by Usman Ahmed
I have with me, at the time of writing, a number of bumper stickers, leaflets and pamphlets regarding Ahmadis (or Qadianis as they are more derogatively referred to). According to the material at my disposal Ahmadis are traitors, criminals and the very worst kind of heretics. One leaflet is telling me in the most hideously bold type that even if Ahmadis flee to the moon it is the obligation of all Muslims to hunt them down and make their life as miserable there as it has been made on earth. Of course, it fails to mention how this costly venture might be undertaken or tackle the logistical problem of how hundreds and thousands of zealous Muslims, pitchforks, dandas and other fiendish accoutrements in hand, might actually get there. But hey! Forget the feasibility issues, surely it is worth going all the way to the moon to…wait…to…well I don’t know what exactly but I am sure it will be fun once the party gets started– although I suppose not so much fun if you’re an Ahmadi. Continue reading
An exclusive post by Aamenah Yusafzai for PTH
The recent attacks on two Ahmadi mosques in Lahore demonstrate the urgent need to strengthen the rights of Pakistani minorities. Pakistan is not a country inhabited by Muslims only, or even Sunni Muslims. This is represented by the green and white of the Pakistani flag, a fact often taken for granted. The three quarter green represents the majority Muslim population, while the one quarter white represents non-Muslim minorities.
The preamble to the Constitution provides that provisions be made for “minorities freely to profess and practice their religion and develop their cultures.” Furthermore, it provides for guarantees to “fundamental rights, including equality of status, of opportunity and before law, social, economic and political justice, and freedom of thought, expression, belief, faith, worship and association, subject to law and public morality.” Article 36 further reiterates the security of minorities by the state by stating that “the State shall safeguard the legitimate rights and interests of minorities.”
The state is required to protect sectarian and religious minorities. Yet it is doing the complete opposite. Section 295B of the Pakistan Penal Code (PPC) calls for life imprisonment for anyone who “willfully defiles, damages or desecrates a copy of the holy Quran”. Section 295C imposes the death penalty or life imprisonment on anyone who defiles the Prophet Muhammad. Although not enacted to undermine the rights of minorities, unfortunately, that is what Section 295 is often used for. Continue reading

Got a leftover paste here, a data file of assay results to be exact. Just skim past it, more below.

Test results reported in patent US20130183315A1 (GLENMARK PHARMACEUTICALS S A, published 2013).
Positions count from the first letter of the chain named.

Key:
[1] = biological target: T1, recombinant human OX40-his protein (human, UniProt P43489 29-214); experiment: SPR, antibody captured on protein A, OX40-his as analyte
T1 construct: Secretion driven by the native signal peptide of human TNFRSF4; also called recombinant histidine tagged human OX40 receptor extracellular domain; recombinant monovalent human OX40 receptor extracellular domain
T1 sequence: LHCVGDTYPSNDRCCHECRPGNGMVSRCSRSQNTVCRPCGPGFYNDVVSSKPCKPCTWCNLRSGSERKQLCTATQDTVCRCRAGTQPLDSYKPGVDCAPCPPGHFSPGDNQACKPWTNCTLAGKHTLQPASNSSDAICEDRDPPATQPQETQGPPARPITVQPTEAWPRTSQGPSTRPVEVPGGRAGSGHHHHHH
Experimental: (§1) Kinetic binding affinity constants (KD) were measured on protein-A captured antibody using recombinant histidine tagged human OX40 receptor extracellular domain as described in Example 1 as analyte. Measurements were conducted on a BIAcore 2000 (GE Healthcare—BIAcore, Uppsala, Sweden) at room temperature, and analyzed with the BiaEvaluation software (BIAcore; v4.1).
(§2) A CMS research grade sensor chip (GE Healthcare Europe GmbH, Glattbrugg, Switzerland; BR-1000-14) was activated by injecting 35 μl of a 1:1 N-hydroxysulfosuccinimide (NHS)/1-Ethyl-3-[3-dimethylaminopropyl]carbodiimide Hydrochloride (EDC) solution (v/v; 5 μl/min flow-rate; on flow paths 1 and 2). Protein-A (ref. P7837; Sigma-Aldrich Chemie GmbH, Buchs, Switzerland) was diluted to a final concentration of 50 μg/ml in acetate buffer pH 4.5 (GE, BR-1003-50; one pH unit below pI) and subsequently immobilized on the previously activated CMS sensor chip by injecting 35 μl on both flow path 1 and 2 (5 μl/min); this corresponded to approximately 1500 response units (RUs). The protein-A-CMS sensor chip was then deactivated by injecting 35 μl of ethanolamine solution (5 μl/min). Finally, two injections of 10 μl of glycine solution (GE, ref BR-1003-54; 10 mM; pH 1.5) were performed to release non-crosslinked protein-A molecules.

We are grateful to Raza Habib Raja to have authored this post for PTH. Today’s horrific events demonstrate that the threat of terrorism and Talibanisation is real and not imagined. Raza Rumi
The Attack on Ahmedis Today
As I write these sentences, the details of the most shameful attack on the religious sites of Ahmedis in Lahore are unfolding. However, this is not new as Pakistan has been the victim of this brazen behavior repeatedly. The thirty years of state sponsored “true” Islam is showing its colors. In Pakistan all the minorities are constantly harassed and state’s protection has often proved completely ineffective when a serious attack occurs. Although the counterargument can also be made that state is not also able to protect even when Muslims are attacked.
In case of Ahmedis it is a well known fact that they have been victims of state induced discrimination also apart from being openly hated by the public. In fact even today as this most in human barbarity was unfolding I had the opportunity to actually hear people in my office saying that though terrorism is bad Ahmedis deserved it. Muslims are an extremely intolerant group and yet extremely sensitive when it comes to their own religious sensitivities. And when such minorities are under attack the state protection has often been particularly inadequate and public condemnation virtually absent. After all we all remember Gojra where the government was completely unable to provide protection to the Christians when attackers attacked their houses and literally burnt people alive. In that incidence, there was no “sudden’ attack but mob actually first assembled after being provoked by the religious clergy and then systematically executed the attack. But even much more horrific was the aftermath where instead of widespread condemnation, the public response was apologetic. That incidence was not a political failure alone. It was national shame and depicted weakness at every level of our society’s moral fabric. Continue reading